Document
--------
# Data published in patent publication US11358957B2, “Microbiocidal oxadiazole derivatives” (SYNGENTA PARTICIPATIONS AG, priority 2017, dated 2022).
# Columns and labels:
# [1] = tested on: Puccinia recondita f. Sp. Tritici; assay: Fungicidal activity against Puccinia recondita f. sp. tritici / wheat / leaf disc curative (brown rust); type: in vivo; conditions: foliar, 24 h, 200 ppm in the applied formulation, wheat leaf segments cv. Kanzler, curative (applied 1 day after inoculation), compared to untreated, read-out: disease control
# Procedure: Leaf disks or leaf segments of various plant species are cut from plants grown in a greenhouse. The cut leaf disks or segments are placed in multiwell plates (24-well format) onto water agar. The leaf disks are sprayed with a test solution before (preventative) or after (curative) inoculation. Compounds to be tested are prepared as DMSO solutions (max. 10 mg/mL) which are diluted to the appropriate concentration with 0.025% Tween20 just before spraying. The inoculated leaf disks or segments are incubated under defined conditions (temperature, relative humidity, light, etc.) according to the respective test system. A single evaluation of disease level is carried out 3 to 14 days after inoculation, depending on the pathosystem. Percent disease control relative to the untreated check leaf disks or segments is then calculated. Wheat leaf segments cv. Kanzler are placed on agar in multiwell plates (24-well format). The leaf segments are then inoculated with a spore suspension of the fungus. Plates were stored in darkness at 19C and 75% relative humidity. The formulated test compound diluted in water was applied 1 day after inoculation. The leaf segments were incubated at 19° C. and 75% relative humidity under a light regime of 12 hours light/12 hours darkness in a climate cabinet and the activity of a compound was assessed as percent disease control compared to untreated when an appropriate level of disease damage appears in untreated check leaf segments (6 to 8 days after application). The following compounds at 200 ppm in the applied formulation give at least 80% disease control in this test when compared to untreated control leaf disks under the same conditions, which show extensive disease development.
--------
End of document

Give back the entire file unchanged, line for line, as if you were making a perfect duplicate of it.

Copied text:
# Data published in patent publication US11358957B2, “Microbiocidal oxadiazole derivatives” (SYNGENTA PARTICIPATIONS AG, priority 2017, dated 2022).
# Columns and labels:
# [1] = tested on: Puccinia recondita f. Sp. Tritici; assay: Fungicidal activity against Puccinia recondita f. sp. tritici / wheat / leaf disc curative (brown rust); type: in vivo; conditions: foliar, 24 h, 200 ppm in the applied formulation, wheat leaf segments cv. Kanzler, curative (applied 1 day after inoculation), compared to untreated, read-out: disease control
# Procedure: Leaf disks or leaf segments of various plant species are cut from plants grown in a greenhouse. The cut leaf disks or segments are placed in multiwell plates (24-well format) onto water agar. The leaf disks are sprayed with a test solution before (preventative) or after (curative) inoculation. Compounds to be tested are prepared as DMSO solutions (max. 10 mg/mL) which are diluted to the appropriate concentration with 0.025% Tween20 just before spraying. The inoculated leaf disks or segments are incubated under defined conditions (temperature, relative humidity, light, etc.) according to the respective test system. A single evaluation of disease level is carried out 3 to 14 days after inoculation, depending on the pathosystem. Percent disease control relative to the untreated check leaf disks or segments is then calculated. Wheat leaf segments cv. Kanzler are placed on agar in multiwell plates (24-well format). The leaf segments are then inoculated with a spore suspension of the fungus. Plates were stored in darkness at 19C and 75% relative humidity. The formulated test compound diluted in water was applied 1 day after inoculation. The leaf segments were incubated at 19° C. and 75% relative humidity under a light regime of 12 hours light/12 hours darkness in a climate cabinet and the activity of a compound was assessed as percent disease control compared to untreated when an appropriate level of disease damage appears in untreated check leaf segments (6 to 8 days after application). The following compounds at 200 ppm in the applied formulation give at least 80% disease control in this test when compared to untreated control leaf disks under the same conditions, which show extensive disease development.